Title: Rodzilla Reviews
Author: Roddy Gibbs
From: North Park
Blogging since: August 2010
Post Title: Eating with Assholes
Post Date: January 28, 2013
From now on, the only asshole I’m eating with is myself. Really. The only thing I hate more than shitty service is people who treat the service like shit. Rant started.
Now, blatant negligence is one thing; otherwise, don’t be an ass. There’s nothing wrong with offering feedback on likes and dislikes; that’s a way to ensure quality or make things better. It’s even okay to be critical, so long as it’s meant to be constructive, not insulting.
So, here are a few things to keep in mind before giving your thoughts on that restaurant, meal, dish, or component that wasn’t quite to your tastes. At least, if you’re planning to offer them to me.
You’re not the only diner in the restaurant
As much as I’m sure the chef would love to provide a custom tasting menu accommodating your 17 different dietary restrictions in the middle of rush on a holiday weekend, it’s not always feasible.
The waitress at the neighborhood bistro let your water glass stay empty for an entire minute?! That shit would never happen at Per Se…but you’re not at Per Se, and you’re not going to die of thirst.
Nobody is trying to serve you bad food
So don’t act like it. You won’t like everything, and mistakes will happen, but I promise you the chef isn’t scheming in the kitchen to figure out ways to piss you off.
There’s more to a menu price than ingredient costs
Oh, you know the wholesale price, or saw it for less at the farmers’ market? You’re also paying for labor, skill, the setting, and the cost to keep the lights on. If you’re expecting to eat “at cost,” then you’re going to have to cook it for yourself at home.
Your actions reflect on your entire party
So, if you act like a douche and you’re sitting at my table, I end up looking like even more of a douche by association. That’s the last thing I need.
Being an asshole is not funny
It’s not hard to be clever and cutting. No one is impressed with your witty simile comparing the food to something inedible, especially not the waiter. It takes a lot more skill to cleverly describe something you liked than it does to be insulting.
Check your ego
For all the talk of chefs with big egos, there are diners out there with bigger ones.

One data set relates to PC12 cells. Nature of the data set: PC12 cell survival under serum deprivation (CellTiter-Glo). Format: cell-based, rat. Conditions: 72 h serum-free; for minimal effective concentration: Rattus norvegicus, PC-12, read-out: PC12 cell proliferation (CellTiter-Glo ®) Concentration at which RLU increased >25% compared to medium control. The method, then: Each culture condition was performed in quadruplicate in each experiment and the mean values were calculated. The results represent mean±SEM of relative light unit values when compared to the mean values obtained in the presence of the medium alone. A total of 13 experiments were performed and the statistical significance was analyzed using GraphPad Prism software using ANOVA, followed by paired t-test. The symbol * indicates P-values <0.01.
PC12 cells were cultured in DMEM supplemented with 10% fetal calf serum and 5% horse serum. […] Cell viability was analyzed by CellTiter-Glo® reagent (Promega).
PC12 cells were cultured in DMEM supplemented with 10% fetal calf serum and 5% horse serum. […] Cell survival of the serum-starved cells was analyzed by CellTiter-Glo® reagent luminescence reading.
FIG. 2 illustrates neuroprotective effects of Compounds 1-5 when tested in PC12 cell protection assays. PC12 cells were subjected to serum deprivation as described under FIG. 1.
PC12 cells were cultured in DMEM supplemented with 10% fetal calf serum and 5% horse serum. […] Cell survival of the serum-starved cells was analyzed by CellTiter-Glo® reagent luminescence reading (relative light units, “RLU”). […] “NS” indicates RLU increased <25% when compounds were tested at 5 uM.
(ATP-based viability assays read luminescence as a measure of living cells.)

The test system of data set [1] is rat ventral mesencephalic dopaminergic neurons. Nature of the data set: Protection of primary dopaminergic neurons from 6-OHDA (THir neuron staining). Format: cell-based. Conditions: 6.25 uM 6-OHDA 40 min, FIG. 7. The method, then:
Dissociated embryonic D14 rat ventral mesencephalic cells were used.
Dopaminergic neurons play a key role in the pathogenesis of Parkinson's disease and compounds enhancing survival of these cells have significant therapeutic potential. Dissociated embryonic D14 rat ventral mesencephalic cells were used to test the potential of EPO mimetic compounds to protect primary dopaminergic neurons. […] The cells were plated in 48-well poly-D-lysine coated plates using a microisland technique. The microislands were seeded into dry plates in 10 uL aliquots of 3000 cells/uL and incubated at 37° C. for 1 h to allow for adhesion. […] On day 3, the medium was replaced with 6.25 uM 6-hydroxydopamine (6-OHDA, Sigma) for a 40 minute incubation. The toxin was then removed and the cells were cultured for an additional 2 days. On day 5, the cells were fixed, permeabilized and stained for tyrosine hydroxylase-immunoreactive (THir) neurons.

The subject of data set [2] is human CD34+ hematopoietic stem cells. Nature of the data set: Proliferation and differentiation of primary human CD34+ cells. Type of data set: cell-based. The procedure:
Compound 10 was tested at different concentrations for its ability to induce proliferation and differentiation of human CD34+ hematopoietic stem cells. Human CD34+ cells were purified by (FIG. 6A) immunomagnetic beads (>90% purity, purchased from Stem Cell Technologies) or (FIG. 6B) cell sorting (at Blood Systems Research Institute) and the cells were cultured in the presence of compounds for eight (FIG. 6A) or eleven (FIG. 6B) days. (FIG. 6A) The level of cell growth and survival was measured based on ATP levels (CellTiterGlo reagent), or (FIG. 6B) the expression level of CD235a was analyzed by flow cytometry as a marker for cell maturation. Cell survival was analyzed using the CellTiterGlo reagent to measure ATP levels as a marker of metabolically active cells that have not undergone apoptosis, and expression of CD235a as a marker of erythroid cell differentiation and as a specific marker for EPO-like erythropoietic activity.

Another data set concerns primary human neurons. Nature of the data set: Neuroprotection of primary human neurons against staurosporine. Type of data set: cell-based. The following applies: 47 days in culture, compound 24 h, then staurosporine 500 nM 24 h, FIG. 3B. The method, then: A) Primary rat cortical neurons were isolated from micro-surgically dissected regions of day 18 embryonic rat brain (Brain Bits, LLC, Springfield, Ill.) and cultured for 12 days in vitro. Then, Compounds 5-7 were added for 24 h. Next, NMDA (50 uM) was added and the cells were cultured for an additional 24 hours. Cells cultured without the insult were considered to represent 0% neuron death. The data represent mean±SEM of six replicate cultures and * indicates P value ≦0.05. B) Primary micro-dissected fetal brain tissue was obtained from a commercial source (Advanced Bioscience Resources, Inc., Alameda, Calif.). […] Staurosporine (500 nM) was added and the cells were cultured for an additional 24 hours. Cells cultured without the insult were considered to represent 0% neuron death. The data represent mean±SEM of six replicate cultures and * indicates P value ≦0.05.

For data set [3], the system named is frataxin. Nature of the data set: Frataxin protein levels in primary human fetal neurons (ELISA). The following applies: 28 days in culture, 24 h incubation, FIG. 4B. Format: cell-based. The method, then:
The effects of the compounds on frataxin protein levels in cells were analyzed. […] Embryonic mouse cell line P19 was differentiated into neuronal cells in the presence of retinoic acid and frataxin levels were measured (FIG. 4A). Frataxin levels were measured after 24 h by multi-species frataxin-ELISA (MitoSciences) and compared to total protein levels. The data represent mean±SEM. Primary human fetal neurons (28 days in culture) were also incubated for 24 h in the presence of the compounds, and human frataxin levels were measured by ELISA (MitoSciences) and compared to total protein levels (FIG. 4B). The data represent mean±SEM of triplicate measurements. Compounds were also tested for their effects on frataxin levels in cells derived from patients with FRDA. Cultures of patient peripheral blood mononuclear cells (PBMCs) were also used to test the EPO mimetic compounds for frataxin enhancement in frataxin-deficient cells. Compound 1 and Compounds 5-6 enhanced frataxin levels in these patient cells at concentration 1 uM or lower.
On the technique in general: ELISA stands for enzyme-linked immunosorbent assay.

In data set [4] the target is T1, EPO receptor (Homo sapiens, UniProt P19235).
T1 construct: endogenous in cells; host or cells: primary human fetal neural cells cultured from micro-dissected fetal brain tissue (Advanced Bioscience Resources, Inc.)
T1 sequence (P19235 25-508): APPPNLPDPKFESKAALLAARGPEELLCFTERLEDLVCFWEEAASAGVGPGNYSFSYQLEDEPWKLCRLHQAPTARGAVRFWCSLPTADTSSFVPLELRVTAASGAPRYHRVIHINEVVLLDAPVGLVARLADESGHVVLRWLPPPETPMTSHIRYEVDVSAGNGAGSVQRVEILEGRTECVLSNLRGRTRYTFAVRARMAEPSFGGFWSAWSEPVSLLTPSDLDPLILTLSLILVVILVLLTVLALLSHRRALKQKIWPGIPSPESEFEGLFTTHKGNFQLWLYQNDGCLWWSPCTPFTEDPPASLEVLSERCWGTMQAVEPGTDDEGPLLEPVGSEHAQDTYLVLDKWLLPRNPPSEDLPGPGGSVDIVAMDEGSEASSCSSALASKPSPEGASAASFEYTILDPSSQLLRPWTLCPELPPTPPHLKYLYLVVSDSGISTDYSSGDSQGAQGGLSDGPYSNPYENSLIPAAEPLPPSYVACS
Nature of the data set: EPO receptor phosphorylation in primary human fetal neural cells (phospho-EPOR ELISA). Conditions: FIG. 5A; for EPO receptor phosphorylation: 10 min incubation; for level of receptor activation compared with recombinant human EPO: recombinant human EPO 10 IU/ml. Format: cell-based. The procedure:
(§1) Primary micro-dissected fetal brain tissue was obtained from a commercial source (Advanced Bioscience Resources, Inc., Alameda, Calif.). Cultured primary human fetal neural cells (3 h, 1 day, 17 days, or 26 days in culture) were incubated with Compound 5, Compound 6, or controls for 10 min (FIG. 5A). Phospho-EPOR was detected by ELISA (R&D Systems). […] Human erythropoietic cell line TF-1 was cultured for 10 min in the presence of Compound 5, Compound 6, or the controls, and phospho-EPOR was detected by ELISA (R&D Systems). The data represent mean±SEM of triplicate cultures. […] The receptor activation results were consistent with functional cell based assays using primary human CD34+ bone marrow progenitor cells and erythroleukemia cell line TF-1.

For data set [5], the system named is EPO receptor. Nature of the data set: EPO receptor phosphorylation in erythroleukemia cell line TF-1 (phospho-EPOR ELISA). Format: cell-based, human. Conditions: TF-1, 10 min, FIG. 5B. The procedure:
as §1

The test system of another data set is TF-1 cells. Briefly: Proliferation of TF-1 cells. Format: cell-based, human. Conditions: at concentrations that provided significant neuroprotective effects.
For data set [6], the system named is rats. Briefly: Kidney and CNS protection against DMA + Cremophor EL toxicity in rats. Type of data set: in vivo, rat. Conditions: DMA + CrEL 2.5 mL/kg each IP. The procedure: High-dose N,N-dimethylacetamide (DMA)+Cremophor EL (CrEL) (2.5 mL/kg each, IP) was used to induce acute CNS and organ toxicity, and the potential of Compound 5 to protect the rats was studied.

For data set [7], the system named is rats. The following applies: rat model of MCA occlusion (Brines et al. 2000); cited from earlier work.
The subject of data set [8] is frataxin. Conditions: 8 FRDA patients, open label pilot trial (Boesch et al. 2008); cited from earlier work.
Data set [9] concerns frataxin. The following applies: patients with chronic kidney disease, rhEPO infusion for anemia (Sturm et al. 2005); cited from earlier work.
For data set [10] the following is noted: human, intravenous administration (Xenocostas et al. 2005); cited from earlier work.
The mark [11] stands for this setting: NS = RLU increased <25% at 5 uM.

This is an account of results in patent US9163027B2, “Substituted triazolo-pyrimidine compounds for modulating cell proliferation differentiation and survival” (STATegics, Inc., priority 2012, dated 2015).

I don’t care if you’ve eaten all over the world or had better in L.A., Copenhagen, or Spain, for that matter. That doesn’t make it okay to belittle. If your palate is so refined, mention a few things you like. Not every dish has to be exquisite for it to be enjoyable, and your incessant nit-picking is killing everyone else’s good time.
Treat others like...
You know the rest of this one. If you’re disrespectful to the service team, you’re more than an asshole, you’re missing out on an opportunity to have a really enjoyable experience.... [A]nd if you really don’t like it, don’t go back. There’s a natural cycle to these things; if it’s that bad, then the place won’t last. You can save yourself the effort of trying to ruin reputations with your personal vendetta. End rant.
Post Title: TBL3
Post Date: November 21, 2012
I first set my sights on TBL3 nearly two and a half years ago. Expectations can be built quite high over such a long time, but even so, I wasn’t disappointed.
Carrot — coffee, yogurt, carrot jam
The tenth course, a point in most tastings reserved for heavier, protein-focused dishes. To me, this felt like Chef Foshee’s way of saying, “Yes, vegetables really are a focus here.” Foshee brought out a large clay planting pot where the carrots had been roasted in a soil of coffee, salt, star-anise, and egg white. After a table-side foraging, they were placed atop a housemade yogurt — its strong tangy flavor cut perfectly by inherently sweet purple carrot jam. I’ve enjoyed many vegetable courses, but few have changed the way I thought about them. Here it was on the savory side of sweet, and anything but an afterthought.